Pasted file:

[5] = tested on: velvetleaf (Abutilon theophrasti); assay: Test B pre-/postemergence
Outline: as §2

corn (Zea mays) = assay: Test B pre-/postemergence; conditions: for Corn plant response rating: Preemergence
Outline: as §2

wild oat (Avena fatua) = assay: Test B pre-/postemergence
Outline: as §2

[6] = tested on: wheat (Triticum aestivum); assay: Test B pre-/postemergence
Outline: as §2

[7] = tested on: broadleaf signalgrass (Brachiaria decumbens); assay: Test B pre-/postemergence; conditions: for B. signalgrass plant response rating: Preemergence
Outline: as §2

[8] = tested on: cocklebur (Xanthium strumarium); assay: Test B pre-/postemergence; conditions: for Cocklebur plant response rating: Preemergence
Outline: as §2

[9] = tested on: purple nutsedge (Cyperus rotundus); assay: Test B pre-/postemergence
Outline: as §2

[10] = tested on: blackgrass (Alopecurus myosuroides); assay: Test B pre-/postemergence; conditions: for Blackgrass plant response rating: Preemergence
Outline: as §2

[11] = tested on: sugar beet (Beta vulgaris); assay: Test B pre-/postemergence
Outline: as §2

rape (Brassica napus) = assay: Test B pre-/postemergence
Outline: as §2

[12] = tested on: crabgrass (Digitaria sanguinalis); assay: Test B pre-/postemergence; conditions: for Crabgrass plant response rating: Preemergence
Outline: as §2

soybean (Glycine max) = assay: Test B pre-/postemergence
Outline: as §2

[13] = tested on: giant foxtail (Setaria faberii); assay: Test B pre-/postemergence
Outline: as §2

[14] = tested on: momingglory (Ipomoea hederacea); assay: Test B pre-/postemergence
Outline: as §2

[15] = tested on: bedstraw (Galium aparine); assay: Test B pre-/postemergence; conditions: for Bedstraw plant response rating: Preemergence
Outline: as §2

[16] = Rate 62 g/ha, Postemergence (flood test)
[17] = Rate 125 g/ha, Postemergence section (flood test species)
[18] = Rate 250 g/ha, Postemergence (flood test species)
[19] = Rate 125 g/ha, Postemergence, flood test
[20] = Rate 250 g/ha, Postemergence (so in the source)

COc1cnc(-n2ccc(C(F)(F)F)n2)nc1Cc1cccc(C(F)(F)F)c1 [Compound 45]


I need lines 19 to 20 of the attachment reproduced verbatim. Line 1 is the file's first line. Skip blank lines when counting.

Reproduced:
rape (Brassica napus) = assay: Test B pre-/postemergence
Outline: as §2